by Amber Zhai
Diamonds, which are formed over the course of millennia in the Earth’s mantle in the perfect conditions of temperature and pressure, have long captivated people’s hearts and imaginations. The popularity of diamonds has steadily risen since the 19th century, and they have always retained both financial and sentimental value for their possessors.
So, can laboratory-grown diamonds compare to the real thing?
For all practical purposes, yes. The man-made diamond is virtually indistinguishable from the natural diamond—they have the same chemical composition, crystal structure, and optical properties. In fact, even the most veteran diamond dealer wouldn’t be able to tell them apart without special equipment.
The current leader in the laboratory-grown diamond industry, Gemesis, uses two processes predominant in man-made diamond production: Chemical Vapor Deposition (CVD) and High Pressure-High Temperature (HPHT). In both processes, carbon atoms are layered on top of an initial diamond “seed,” allowing scientists to streamline the natural geological process from billions of years to mere months. Growing diamonds in a lab is actually beneficial to the environment and gets rid of the “blood diamonds” stigma that has been attached to the traditionally mined stones.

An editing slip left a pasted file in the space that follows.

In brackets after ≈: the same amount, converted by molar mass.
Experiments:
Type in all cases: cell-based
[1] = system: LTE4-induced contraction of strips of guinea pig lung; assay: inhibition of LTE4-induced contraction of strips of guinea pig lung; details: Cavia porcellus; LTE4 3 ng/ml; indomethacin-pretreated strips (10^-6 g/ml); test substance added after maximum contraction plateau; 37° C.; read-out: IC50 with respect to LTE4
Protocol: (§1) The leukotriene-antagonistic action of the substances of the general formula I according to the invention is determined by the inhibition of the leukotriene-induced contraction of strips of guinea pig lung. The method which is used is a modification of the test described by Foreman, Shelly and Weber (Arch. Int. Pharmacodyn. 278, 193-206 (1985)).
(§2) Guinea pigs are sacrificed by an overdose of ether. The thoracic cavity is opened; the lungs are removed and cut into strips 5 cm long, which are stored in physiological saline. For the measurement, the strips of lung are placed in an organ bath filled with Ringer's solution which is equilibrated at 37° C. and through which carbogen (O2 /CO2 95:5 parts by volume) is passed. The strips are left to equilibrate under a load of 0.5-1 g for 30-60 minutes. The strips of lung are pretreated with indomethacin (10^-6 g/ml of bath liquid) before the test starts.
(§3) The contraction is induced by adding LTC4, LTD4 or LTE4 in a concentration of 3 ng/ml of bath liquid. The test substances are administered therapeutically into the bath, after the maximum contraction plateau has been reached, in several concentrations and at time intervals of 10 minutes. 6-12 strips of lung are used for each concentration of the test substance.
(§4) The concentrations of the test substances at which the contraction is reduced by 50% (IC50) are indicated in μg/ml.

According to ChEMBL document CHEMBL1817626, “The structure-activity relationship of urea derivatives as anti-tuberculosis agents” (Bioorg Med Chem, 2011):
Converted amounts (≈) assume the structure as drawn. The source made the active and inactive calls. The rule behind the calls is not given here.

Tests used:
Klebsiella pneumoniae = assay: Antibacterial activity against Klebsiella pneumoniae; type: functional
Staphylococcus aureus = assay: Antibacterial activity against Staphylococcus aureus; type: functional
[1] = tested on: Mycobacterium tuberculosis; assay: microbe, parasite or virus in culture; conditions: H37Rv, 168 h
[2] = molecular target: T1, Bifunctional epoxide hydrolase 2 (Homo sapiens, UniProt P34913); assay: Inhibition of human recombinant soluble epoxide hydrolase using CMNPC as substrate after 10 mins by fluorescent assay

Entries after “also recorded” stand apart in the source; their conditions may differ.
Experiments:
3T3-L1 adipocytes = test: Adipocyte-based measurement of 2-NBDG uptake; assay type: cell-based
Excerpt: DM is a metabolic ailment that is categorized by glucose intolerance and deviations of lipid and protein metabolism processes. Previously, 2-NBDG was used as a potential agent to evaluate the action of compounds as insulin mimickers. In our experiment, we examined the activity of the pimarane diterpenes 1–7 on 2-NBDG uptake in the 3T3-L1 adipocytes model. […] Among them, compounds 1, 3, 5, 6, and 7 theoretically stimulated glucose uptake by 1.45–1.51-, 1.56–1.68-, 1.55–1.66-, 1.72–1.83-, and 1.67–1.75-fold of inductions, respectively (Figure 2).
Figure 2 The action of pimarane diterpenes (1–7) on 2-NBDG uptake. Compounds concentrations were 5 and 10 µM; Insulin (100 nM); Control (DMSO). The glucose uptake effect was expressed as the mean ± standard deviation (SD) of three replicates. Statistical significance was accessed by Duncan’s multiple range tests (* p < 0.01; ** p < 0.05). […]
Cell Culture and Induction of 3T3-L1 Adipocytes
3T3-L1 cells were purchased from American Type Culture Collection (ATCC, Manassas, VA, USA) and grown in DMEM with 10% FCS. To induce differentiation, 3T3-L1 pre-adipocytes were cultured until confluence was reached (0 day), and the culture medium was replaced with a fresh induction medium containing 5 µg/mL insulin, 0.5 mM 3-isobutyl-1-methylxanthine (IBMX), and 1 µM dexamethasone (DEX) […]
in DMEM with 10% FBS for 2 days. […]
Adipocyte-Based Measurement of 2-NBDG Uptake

Man-Made Diamonds in the Market
However, considering the sentimentalism that has always been associated with the diamond market, the thought of an engagement ring produced in a lab can seem pretty unromantic to some consumers. Diamonds are also marketed for their rarity, and for some, part of the diamond’s allure lies in its long, drawn-out cultivation in the Earth.
Still, there is a growing demand for man-made diamonds in the market, especially in the semiconductor industry. According to the International Diamond Council, flawless, clean, synthetic diamonds play a key role in industrial applications such as mining, construction, and electronics. Also, other consumers might care less about sentimentalism in the face of the fact that lab-grown diamonds usually retail for about 20 to 30 percent less than mined diamonds.
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